I think change in the senior living industry has been slow.
So, whether it’s declining appetite, changing bathroom behaviors, changing bed and waking times, sitting times, movement around the house, leaving the house, things like that … we actually have our agents who are doing the first following up with the senior on that information, so that we can verify the validity of the alarm by pulling information out from that senior, and then working with the case managers in the managed care setting to say, “Hey, this is something that needs following up on.”
We have three studies completed, [showing] that we have on average about a 20% reduction in the health care cost of those seniors by basically avoiding expensive health episodes and replacing them with less expensive interventions.
Do you think the senior living industry is embracing changes in technology?
It’s probably not a surprise to you, but I think change in the senior living industry has been slow.
The discussion around technology and connected health has generated excitement around improving remote care and health outcomes. An overlooked area where there is significant opportunity for growth and change is connected health for seniors, especially in senior living communities. Whether it’s peace of mind for family members or 24/7 support for a resident, senior living communities are beginning to see the significant benefits of a service such as GreatCall. We see varying visions for connected health, ranging from Holiday Retirement, a client of ours who understands the merits of advanced technology, to others who are gaining understanding as the discussions around technology educate on impactful change.
I’m a big believer in that the senior living industry has an opportunity to increase its role in managing the risk of seniors and capturing a portion of that health care value chain by … managing that risk.
I think that’s where we can help. By using technology, we can help the senior living facilities reduce the health care costs of the people that are in their care. That earns the senior living group the right to some of the health care risk value chain, which is a very significant monetary opportunity, in my opinion.
Are more senior living providers recognizing this opportunity? We’re seeing more play in the Medicare Advantage space.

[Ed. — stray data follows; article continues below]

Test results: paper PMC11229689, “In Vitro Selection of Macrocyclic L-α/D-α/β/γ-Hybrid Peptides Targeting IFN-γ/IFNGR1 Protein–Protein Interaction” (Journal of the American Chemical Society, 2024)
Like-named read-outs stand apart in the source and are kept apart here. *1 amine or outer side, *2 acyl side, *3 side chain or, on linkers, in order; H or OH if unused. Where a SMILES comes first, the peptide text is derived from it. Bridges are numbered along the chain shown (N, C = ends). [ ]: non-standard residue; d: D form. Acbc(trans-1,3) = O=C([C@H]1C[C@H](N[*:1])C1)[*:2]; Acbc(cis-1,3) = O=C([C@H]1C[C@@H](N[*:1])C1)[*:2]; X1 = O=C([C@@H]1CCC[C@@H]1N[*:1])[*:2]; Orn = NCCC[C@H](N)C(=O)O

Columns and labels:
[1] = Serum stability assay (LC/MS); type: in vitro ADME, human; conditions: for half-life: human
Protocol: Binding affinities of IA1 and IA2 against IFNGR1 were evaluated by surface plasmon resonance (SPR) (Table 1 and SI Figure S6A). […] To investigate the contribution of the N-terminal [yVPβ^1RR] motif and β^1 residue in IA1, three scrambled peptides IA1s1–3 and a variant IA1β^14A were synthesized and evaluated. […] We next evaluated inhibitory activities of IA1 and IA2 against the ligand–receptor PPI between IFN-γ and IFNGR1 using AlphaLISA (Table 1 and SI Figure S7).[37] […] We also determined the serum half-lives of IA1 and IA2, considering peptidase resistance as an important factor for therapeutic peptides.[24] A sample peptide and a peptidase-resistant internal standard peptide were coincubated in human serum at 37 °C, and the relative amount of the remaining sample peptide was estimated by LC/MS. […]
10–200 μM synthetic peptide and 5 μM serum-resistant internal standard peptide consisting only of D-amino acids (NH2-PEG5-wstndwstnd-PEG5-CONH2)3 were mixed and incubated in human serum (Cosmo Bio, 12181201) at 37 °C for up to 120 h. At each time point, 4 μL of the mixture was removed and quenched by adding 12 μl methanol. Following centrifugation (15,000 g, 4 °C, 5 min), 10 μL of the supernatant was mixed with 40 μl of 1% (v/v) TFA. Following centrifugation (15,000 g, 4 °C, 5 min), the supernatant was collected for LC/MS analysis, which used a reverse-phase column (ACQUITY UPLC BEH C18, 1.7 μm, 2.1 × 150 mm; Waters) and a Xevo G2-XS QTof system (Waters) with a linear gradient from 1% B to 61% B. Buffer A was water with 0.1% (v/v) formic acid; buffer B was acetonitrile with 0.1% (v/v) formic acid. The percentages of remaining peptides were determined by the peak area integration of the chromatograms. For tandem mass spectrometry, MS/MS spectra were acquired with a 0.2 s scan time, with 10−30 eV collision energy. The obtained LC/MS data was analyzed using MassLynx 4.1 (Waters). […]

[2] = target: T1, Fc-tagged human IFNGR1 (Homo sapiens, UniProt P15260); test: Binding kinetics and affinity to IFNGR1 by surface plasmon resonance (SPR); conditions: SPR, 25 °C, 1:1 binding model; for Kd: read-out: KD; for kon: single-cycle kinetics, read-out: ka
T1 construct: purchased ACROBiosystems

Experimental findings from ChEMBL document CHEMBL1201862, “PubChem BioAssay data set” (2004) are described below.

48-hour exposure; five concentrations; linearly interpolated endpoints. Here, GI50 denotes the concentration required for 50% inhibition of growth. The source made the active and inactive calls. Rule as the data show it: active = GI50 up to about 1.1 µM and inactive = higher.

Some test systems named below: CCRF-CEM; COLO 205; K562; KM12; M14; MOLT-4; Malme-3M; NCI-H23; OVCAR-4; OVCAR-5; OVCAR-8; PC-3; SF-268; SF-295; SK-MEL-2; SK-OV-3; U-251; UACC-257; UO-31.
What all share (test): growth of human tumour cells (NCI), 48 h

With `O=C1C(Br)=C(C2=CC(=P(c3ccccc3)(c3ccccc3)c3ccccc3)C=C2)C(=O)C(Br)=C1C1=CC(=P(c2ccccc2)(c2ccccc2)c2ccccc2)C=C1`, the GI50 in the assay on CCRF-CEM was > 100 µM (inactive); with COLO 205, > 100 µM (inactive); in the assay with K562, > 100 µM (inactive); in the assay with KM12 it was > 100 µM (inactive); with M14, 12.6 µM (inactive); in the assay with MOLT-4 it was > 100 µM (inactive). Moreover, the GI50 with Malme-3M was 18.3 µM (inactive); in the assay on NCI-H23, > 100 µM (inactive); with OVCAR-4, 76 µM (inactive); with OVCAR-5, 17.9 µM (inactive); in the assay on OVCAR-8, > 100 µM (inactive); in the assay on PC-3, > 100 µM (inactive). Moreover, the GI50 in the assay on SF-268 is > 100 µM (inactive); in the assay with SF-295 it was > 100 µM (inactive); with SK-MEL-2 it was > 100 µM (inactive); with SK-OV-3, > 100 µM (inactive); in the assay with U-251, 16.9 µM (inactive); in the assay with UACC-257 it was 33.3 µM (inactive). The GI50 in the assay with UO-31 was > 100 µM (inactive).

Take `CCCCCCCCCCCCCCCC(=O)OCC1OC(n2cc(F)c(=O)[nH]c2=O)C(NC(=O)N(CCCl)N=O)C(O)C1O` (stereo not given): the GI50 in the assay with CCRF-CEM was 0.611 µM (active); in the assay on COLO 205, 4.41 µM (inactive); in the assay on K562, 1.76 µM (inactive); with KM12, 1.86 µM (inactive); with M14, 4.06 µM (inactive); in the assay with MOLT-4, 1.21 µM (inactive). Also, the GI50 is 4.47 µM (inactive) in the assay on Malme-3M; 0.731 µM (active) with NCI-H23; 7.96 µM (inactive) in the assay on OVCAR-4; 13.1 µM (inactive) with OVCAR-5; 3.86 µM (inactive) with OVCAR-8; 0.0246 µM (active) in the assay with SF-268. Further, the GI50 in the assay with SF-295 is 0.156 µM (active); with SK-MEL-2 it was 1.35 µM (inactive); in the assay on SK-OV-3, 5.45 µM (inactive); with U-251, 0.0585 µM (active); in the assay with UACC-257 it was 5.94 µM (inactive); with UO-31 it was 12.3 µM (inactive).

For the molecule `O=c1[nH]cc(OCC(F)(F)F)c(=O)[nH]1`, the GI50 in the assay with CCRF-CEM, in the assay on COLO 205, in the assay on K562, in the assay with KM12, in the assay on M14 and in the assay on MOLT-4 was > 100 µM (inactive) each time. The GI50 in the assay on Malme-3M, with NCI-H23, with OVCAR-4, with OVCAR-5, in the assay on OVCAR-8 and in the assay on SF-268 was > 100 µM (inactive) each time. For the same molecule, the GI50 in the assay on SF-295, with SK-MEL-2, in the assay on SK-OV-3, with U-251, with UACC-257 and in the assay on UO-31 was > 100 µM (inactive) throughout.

It feels like it’s still very early stages of this opportunity being identified.
GreatCall itself is working directly with insurance companies, right?
Yes. We work with managed care companies in taking care of their members that are in their homes, and helping them stay in their homes and stay out of the hospital and that long-term care.
Care coordination is a big part of driving population health. Is technology like GreatCall supporting coordination among different types of providers?
Care coordination is going to be a really important component of senior care going forward, and I think right now, it’s behind.
I don’t really have an answer for you, because right now, we’re not integrated into EMRs or EHRs. At some point, if we can have interconnectivity between all of the different systems, and we can be present in and providing our predictive insights into some of those systems, it will increase the overall value that the ecosystem can deliver for the senior.
Do you thrive on change?
I don’t know that I’d say I thrive on change, but I’d say to be successful today, you have to be accepting of change and know how to handle it. And to adapt, to be able to make change work for you, not have it done to you.
What skills and traits help you be a changemaker?
The first one that would come to mind is the culture that we established here at GreatCall. That culture has been a huge part of our success. It starts with the fact that we do meaningful work, so that helps. But then it’s also about creating an environment of respect.
I am very empathetic toward people, and we have always tried to make this a great place to work. We want people to enjoy coming to work every day as much as possible. To me, if you can achieve that, then you have a group of people that want to help customers and are going to do what they can to make the company successful by first making our customers happy, and by themselves being happy.
Do you have mentors or other changemakers who you admire?
It’s funny, I was a consultant at a company called Diamond Technology Partners in the late ’90s and early 2000s. The CEO was a gentleman by the name of Mel Bergstein, and he, I think, was the first leader that I saw who had a style of, to be honest with you, just being kind. Being thoughtful of employees and communicating very well. He is probably the first mentor that I always think of in terms of leadership style.
Then, for me, when things are going hard, I don’t necessarily turn to people, but I do turn to family and I’m just huge into exercising. When you’re stressed out, it’s the easiest time to say, “I don’t have time to take care of myself.” That’s the time to actually do it, because that’s how you’re going to keep yourself fresh, and you’re going to think of the solutions that you can’t think of if you’re overworked and stressed out and sitting in your office.